Fit Female Reading Menu

And this week in Feminine singular, we sit down with journalist Silvia Barba, who has just published the book “When they touched the sky”, recounting the days when the Spanish team won the World Cup in Australia and New Zealand. After that, we chat with chef Emanuela Gornati, an expert in creating menus tailored to athletes.

The chronicle of an exploit

Those summer weeks of 2023 will be remembered as the weeks when the Spanish team touched the sky after winning the World Cup. The team arrived at the tournament surrounded by controversy after the resignation of “the fifteen” just a few months prior. “They surprised us all, even the most optimistic journalist,” Barba says. But all the adversity they faced only made them stronger. “Even the defeat against Japan, which in a final phase is a disaster, was useful for them. They say it themselves: every time they got up from a fall, they stood up stronger.”

Silvia Barba signing copies of her book at the Madrid Book Fair

For Barba, the word that best defines these 23 soccer players is “maturity”. “Although they are very young, they have all taught a life lesson, each in their own way and also as a group,” she says. And this attitude has been transferred to society, showing that women can play and win as well as men, and that they can live freely. “Thanks to these women, I am also freer,” Barba admits. “I have learned to talk about all topics more freely. They talk about their partners and their lives with complete naturalness. How nice that a book takes us to this situation of freedom under the protection of sport!”

Emanuela Gornati, the athletes’ chef

Nutrition for elite athletes is essential for optimal performance, both during training and in competition. But the foods recommended by nutritionists are not always the most appetizing. That’s where Gornati comes in, an Italian-based chef in Valencia who creates menus tailored to athletes. “We must take into account the effort athletes make and create a good team with the nutritionist, doctor, and staff,” she explains. “The chef must translate the nutritional guidelines into dishes and make them appetizing, especially when a competition lasts several days or weeks.”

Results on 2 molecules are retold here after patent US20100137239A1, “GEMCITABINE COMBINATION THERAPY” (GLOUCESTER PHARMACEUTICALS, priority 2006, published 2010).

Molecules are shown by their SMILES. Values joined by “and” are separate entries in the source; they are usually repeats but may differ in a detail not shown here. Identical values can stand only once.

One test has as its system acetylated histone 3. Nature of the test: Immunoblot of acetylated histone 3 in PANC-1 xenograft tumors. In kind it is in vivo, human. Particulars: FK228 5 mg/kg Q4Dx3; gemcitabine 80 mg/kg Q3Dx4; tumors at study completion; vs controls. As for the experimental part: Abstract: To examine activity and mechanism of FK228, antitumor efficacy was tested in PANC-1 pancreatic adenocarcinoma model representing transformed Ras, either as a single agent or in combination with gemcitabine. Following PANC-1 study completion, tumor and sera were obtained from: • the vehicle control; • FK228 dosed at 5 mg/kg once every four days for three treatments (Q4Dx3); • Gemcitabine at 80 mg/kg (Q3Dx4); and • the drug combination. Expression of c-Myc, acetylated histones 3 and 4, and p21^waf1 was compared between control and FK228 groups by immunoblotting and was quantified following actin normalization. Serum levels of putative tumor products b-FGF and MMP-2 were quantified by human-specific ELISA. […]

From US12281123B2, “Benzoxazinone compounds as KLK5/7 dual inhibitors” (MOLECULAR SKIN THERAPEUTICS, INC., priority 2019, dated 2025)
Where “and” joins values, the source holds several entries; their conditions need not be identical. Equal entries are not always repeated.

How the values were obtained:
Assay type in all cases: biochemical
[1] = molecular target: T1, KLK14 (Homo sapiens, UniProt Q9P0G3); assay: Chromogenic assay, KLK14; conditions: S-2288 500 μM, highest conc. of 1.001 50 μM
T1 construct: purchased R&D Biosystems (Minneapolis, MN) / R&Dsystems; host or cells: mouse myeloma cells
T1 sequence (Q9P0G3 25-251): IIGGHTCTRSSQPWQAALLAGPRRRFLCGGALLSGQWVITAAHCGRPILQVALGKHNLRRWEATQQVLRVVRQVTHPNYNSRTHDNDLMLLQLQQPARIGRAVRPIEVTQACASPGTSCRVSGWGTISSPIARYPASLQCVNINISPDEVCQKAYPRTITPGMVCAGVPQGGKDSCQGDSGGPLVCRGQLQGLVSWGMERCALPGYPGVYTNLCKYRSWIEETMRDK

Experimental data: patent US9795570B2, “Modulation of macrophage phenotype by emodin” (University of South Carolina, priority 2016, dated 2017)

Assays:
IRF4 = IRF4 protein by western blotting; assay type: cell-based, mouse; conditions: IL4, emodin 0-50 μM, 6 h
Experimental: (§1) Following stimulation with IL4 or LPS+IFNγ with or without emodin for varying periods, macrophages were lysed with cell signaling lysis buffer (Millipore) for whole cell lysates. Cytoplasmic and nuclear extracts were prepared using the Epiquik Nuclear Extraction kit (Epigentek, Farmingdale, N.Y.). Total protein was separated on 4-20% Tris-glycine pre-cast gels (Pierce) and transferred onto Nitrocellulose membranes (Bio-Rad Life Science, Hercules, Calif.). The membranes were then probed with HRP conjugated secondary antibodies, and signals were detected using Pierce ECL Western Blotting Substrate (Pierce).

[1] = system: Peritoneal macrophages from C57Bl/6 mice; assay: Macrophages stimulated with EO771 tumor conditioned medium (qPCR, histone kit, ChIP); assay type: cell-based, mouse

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Emanuela Gornati, the athletes' chef

Gornati has been preparing menus for elite athletes for some time. She is an executive chef for athletes at Miobio healthy food, a project that combines her passion for cooking and well-being. Through this project, she works with professional athletes and helps over 35 clubs improve the habits and nutrition of their teams.

The menus vary depending on whether they are pre-competition, recovery, or maintenance. But for Gornati, the basic characteristics for preparing the menus are the quality of the food, its combination, and the way of cooking. “Cook in a ‘clean’ way, preserving the nutrients as much as possible without aggressive cooking, maintaining texture and color,” she advises. “We have to play a lot with the way we cook.”

To achieve this, Gornati confesses that she makes a “kitchen that’s a bit ‘cheating'”. “For example, the nutritionist wants broccoli to be introduced into the athlete’s diet, but broccoli is not so loved by athletes,” she explains. “What we do is try to combine it with ingredients that go together well, that share flavor molecules and that generate a combination much more pleasant to the palate. And we also change the shape and texture. We transform it into a more visually appealing dish and combine it with ingredients that enhance its flavor and make it more attractive.”

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